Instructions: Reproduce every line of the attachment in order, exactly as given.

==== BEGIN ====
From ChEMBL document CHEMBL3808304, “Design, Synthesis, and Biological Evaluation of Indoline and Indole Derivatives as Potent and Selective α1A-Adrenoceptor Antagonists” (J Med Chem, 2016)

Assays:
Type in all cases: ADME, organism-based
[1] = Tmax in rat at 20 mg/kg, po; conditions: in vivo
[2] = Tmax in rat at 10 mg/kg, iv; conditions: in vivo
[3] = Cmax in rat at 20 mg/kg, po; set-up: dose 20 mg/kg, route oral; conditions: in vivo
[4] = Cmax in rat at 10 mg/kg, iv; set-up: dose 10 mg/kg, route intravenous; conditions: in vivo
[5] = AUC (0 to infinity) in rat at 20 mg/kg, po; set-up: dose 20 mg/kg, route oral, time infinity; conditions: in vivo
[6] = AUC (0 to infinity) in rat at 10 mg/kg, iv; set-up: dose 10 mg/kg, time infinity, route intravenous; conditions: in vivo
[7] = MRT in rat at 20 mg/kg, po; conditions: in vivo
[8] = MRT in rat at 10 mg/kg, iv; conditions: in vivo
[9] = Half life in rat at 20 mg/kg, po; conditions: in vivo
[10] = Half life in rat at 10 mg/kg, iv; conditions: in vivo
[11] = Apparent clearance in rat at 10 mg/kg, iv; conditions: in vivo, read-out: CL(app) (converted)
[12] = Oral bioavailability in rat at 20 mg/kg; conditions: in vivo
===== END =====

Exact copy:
From ChEMBL document CHEMBL3808304, “Design, Synthesis, and Biological Evaluation of Indoline and Indole Derivatives as Potent and Selective α1A-Adrenoceptor Antagonists” (J Med Chem, 2016)

Assays:
Type in all cases: ADME, organism-based
[1] = Tmax in rat at 20 mg/kg, po; conditions: in vivo
[2] = Tmax in rat at 10 mg/kg, iv; conditions: in vivo
[3] = Cmax in rat at 20 mg/kg, po; set-up: dose 20 mg/kg, route oral; conditions: in vivo
[4] = Cmax in rat at 10 mg/kg, iv; set-up: dose 10 mg/kg, route intravenous; conditions: in vivo
[5] = AUC (0 to infinity) in rat at 20 mg/kg, po; set-up: dose 20 mg/kg, route oral, time infinity; conditions: in vivo
[6] = AUC (0 to infinity) in rat at 10 mg/kg, iv; set-up: dose 10 mg/kg, time infinity, route intravenous; conditions: in vivo
[7] = MRT in rat at 20 mg/kg, po; conditions: in vivo
[8] = MRT in rat at 10 mg/kg, iv; conditions: in vivo
[9] = Half life in rat at 20 mg/kg, po; conditions: in vivo
[10] = Half life in rat at 10 mg/kg, iv; conditions: in vivo
[11] = Apparent clearance in rat at 10 mg/kg, iv; conditions: in vivo, read-out: CL(app) (converted)
[12] = Oral bioavailability in rat at 20 mg/kg; conditions: in vivo